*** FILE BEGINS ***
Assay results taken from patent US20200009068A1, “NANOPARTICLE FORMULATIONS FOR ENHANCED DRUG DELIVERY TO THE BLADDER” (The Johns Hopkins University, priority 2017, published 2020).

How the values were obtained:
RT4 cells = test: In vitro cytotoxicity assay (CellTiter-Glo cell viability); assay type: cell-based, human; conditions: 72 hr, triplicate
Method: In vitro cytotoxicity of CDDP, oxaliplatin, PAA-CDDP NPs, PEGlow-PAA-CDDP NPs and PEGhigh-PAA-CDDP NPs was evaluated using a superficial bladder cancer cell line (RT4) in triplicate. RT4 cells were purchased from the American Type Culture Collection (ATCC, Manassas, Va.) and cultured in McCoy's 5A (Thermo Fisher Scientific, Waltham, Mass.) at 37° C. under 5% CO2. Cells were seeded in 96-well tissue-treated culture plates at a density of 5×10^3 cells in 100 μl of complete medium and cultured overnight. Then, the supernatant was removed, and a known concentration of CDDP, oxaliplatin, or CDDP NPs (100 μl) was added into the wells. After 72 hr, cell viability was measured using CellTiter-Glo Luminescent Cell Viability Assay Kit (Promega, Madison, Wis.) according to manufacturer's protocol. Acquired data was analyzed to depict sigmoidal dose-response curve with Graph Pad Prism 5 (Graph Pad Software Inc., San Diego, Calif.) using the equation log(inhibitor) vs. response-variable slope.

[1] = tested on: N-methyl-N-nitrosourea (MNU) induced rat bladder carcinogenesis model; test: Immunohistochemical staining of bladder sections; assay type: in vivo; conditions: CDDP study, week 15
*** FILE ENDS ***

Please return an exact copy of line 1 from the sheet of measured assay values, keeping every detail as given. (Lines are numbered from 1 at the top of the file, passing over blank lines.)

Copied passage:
Assay results taken from patent US20200009068A1, “NANOPARTICLE FORMULATIONS FOR ENHANCED DRUG DELIVERY TO THE BLADDER” (The Johns Hopkins University, priority 2017, published 2020).